The embedded crossover pattern baselayer is generated by reversing the winding direction that is normally used in impressing the baselayer grooves on the uncured epoxy polymer coating of a bobbin. After the polymer is partially cured with the imprint of the baselayer grooves, a layer of optical fiber is wound in the opposite direction from that of the baselayer grooves. As a result of this winding direction reversal, crossover patterns are forced to form in the very first layer of optical fiber. The crossover patterns are, then, manually adjusted to the desired location on the bobbin. Thereafter, the optical fiber is removed and the epoxy polymer, now having the embedded crossover pattern thereon, is allowed to cure completely to a rigid state. When such crossover patterns are present, there is a tendency for crossover patterns formed by optical fiber filaments undergoing laydown to follow the impressed crossover patterns. Subsequent crossover patterns track the underlying patterns, thereby drastically reducing or eliminating altogether the manual adjustments required to place the crossover patterns at specific preferred locations. This significantly reduces the fabrication time required for fiber optic dispensers.
FIG. 1 illustrates the crossover that must occur when a layer of optical fiber is wound on top of the first layer in the conventional method of producing fiber optic dispensers.
FIG. 2 is a depiction of a desired geometrical pattern formed by crossover patterns.
FIG. 3 illustrates the profile of metallic wire wound to serve as baselayer.
FIG. 4 shows the concave grooves that are formed in the epoxy enamel surface by the wound optical fiber.
FIG. 5 illlustrates the winding of wire in the right-handed direction to create grooves in the epoxy polymer.
FIG. 6 shows the right-hand threaded grooves.
FIG. 7 depicts the impression of embedded crossover pattern onto the polymer.
FIG. 8 shows the emergent crossover patterns.
Referring now to the drawing wherein like numbers represent like parts in each of the several figures, the process for generating the embedded crossover pattern baselayer is explained.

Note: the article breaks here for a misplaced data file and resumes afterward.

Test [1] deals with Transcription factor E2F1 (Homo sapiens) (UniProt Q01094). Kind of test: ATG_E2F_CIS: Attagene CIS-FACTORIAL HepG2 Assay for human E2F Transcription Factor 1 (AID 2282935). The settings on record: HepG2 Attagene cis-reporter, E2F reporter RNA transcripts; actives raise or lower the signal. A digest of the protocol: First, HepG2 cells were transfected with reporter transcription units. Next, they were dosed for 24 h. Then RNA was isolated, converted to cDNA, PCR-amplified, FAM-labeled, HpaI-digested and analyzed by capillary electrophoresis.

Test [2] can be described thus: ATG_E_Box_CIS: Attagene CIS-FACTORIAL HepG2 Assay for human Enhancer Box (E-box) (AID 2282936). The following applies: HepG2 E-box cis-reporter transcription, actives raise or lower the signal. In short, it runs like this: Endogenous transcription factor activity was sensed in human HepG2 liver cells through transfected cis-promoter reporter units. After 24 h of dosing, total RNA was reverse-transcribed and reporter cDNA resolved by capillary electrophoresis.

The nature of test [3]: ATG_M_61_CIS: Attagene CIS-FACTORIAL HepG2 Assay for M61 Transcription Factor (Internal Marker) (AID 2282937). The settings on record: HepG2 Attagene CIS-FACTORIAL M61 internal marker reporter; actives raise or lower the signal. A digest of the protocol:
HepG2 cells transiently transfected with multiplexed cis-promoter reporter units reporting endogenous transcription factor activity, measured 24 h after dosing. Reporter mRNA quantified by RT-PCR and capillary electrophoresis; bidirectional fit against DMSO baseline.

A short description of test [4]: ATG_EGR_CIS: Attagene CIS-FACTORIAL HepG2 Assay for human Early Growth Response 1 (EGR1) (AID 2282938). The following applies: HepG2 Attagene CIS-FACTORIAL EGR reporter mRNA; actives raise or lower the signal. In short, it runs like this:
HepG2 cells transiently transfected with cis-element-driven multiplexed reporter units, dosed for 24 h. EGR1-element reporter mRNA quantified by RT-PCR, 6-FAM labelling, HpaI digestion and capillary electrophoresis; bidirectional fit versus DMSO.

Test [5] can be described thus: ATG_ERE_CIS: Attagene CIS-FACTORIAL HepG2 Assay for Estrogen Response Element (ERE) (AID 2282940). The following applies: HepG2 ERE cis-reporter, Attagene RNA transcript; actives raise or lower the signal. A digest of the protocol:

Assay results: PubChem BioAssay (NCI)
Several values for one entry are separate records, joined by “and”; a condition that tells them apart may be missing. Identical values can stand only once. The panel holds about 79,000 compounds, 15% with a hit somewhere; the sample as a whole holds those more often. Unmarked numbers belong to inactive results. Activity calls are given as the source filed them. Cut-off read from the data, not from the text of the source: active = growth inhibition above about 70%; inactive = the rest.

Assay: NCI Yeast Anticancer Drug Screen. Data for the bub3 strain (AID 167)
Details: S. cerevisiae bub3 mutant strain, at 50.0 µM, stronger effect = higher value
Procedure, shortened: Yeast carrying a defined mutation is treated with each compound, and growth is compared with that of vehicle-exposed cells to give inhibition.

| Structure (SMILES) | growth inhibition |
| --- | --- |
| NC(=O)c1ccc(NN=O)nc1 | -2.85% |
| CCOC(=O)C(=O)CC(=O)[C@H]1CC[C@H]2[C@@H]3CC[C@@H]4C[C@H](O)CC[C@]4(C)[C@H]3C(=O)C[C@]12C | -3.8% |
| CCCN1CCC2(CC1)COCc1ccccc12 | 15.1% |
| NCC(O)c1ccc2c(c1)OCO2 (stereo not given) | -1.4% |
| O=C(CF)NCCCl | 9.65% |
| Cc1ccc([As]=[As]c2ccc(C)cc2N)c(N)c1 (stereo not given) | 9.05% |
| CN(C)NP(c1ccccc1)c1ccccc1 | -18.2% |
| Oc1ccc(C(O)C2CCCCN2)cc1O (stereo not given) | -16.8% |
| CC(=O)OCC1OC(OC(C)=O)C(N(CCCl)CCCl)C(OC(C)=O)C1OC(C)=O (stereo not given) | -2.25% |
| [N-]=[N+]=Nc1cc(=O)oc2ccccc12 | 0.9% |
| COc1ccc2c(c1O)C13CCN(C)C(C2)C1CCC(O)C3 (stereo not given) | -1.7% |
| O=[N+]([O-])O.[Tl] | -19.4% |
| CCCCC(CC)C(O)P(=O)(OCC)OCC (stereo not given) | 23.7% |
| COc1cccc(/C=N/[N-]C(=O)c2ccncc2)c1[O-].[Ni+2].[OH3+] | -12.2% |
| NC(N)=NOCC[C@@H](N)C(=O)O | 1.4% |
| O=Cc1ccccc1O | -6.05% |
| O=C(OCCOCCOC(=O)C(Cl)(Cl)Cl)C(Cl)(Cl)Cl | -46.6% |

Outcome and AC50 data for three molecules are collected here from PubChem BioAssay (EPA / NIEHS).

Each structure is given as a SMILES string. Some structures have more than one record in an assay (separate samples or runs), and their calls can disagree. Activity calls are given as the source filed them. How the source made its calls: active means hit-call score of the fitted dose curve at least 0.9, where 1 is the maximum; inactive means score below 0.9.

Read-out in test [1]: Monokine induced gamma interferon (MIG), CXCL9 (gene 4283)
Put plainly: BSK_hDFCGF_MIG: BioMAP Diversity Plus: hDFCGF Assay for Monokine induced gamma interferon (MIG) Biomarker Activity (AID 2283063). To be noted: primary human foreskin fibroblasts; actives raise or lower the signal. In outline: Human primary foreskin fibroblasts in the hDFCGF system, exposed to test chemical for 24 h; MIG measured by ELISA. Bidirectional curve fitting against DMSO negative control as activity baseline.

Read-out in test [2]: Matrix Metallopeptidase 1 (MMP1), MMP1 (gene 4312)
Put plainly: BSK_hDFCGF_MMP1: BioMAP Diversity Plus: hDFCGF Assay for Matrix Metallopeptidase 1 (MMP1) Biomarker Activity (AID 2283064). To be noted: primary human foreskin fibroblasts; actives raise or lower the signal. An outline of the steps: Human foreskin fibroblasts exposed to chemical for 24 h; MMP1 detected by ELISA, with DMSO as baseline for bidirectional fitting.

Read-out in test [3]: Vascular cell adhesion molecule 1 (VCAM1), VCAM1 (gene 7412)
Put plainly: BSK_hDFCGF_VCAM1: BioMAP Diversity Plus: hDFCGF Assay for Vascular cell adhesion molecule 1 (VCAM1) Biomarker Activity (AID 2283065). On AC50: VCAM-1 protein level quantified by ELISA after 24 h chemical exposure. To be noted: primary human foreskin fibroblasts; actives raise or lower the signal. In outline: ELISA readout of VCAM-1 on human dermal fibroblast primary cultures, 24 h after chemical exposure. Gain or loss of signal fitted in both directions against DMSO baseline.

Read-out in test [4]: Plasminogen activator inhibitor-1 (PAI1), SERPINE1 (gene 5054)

The embedded crossover pattern baselayer can be created in a number of ways by using various polymer materials and impressing filaments. Two embodiments are described below.
In the first and preferred embodiment, as the initial step, the bobbin, on which the optical fiber is to be wound, is coated with a pre-selected epoxy polymer to a desired uniform thickness. The polymer baselayer material can be composed of a thermoset (curing) material or a thermoplastic material which may be heated to a softening point to allow generation of the grooved impressions. In addition, solvents may be used to soften a polymer surface sufficiently prior to impression. Klenk's Tub & Tile Epoxy Enamel is found to be a suitable polymer material. Onto this polymer surface 505, stainless steel wire 501 from wire spool 507 is wound in a right-handed direction looking at the rear of bobbin 503 (the conventional direction is left-handed), as is illustrated in FIG. 5. As the stainless steel wire is wound onto the flat polymer surface, the wire pushes the polymer material out from under itself. This forms valleys underneath the wire and peaks to the sides of the wire. If the polymer layer is too thick or too pliant, too much of the polymer may be forced from underneath the wire and it will attempt to force the adjacent wire turns away from one another, thereby causing unacceptable discontinuities in the finished groove pattern. For a typical optical fiber having a diameter of 250 micrometers, the baselayer polymer thickness should be between 25 to 35 micrometers. After the wire layer is completely wound, the polymer is allowed to cure partially to a soft, non-tacky state. Upon reaching this state, wire 501 is carefully unwound back onto wire spool 507, leaving right-hand threaded grooves 601 on the surface of the bobbin as shown in FIG. 6. The baselayer thus formed is sometimes referred to as a reverse pitch baselayer. The parallel grooves contain no skips or irregularities that would produce flaws during subsequent winding processes.
The second step involves the impression of the embedded crossover pattern as depicted in FIG. 7. A length of optical fiber 703 is unspooled from fiber spool 701 and wound onto the reverse pitch grooves 601 in a left-handed direction at a tension of approximately 115 grams-force. During the winding process, optical fiber 703 attempts to follow grooves 601. But since the direction of the baselayer grooves is opposite that of the winding direction of the optical fiber, the optical fiber is required to cross over two groove peaks with each rotation of bobbin 503. A crossover point forms each time a groove peak is traversed and the crossover patterns 801 are generated as the winding continues across the length of the bobbin. Upon conclusion of the winding of the first layer of optical fiber 703, the emergent crossover patterns are manually manipulated to place them in locations that are parallel to the axis of the bobbin and at typical separation distances of 2-3 inches between the patterns. The crossing over of the optical fiber eventually causes a deformation of the groove peak in the location of the crossover pattern with the resulting grooves as shown in FIG. 8. To augment the capability of the optical fiber to impress a crossover pattern, a second layer of the optical fiber may be wound on top of the first layer at a tension of 160 grams-force. The baselayer is then allowed to cure to a rigid state (non-compliant) and afterwards optical fiber 703 is removed, thus revealing the embedded crossover pattern baselayer.